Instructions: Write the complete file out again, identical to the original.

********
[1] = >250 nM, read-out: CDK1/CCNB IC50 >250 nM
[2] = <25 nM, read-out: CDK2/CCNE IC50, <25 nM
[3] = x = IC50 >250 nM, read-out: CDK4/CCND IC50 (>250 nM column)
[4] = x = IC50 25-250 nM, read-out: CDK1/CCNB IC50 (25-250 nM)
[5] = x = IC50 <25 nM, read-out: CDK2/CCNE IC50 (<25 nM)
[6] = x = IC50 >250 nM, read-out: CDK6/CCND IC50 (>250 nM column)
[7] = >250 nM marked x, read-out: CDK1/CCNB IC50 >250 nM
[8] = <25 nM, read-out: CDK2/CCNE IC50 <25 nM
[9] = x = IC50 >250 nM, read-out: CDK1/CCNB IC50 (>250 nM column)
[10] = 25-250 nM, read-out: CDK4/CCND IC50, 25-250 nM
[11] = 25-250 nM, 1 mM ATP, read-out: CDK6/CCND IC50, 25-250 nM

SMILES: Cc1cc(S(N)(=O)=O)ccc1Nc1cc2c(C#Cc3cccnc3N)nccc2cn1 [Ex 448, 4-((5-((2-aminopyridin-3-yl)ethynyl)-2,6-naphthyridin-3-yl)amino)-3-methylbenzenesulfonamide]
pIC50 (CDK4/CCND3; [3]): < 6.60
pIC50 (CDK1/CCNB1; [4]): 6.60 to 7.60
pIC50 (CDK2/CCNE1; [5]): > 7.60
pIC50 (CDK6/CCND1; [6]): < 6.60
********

[1] = >250 nM, read-out: CDK1/CCNB IC50 >250 nM
[2] = <25 nM, read-out: CDK2/CCNE IC50, <25 nM
[3] = x = IC50 >250 nM, read-out: CDK4/CCND IC50 (>250 nM column)
[4] = x = IC50 25-250 nM, read-out: CDK1/CCNB IC50 (25-250 nM)
[5] = x = IC50 <25 nM, read-out: CDK2/CCNE IC50 (<25 nM)
[6] = x = IC50 >250 nM, read-out: CDK6/CCND IC50 (>250 nM column)
[7] = >250 nM marked x, read-out: CDK1/CCNB IC50 >250 nM
[8] = <25 nM, read-out: CDK2/CCNE IC50 <25 nM
[9] = x = IC50 >250 nM, read-out: CDK1/CCNB IC50 (>250 nM column)
[10] = 25-250 nM, read-out: CDK4/CCND IC50, 25-250 nM
[11] = 25-250 nM, 1 mM ATP, read-out: CDK6/CCND IC50, 25-250 nM

SMILES: Cc1cc(S(N)(=O)=O)ccc1Nc1cc2c(C#Cc3cccnc3N)nccc2cn1 [Ex 448, 4-((5-((2-aminopyridin-3-yl)ethynyl)-2,6-naphthyridin-3-yl)amino)-3-methylbenzenesulfonamide]
pIC50 (CDK4/CCND3; [3]): < 6.60
pIC50 (CDK1/CCNB1; [4]): 6.60 to 7.60
pIC50 (CDK2/CCNE1; [5]): > 7.60
pIC50 (CDK6/CCND1; [6]): < 6.60